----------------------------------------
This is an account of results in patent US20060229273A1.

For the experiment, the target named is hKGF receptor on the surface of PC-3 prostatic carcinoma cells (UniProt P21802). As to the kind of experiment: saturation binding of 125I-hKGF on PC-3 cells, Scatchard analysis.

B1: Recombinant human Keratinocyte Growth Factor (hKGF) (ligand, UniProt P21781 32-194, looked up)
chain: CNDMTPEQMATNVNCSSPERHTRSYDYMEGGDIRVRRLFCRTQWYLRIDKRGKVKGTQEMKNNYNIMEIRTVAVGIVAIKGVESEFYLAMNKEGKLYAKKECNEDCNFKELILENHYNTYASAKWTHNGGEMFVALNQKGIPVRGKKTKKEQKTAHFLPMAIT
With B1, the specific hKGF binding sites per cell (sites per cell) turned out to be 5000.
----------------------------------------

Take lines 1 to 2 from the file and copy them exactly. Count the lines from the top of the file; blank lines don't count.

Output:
This is an account of results in patent US20060229273A1.

For the experiment, the target named is hKGF receptor on the surface of PC-3 prostatic carcinoma cells (UniProt P21802). As to the kind of experiment: saturation binding of 125I-hKGF on PC-3 cells, Scatchard analysis.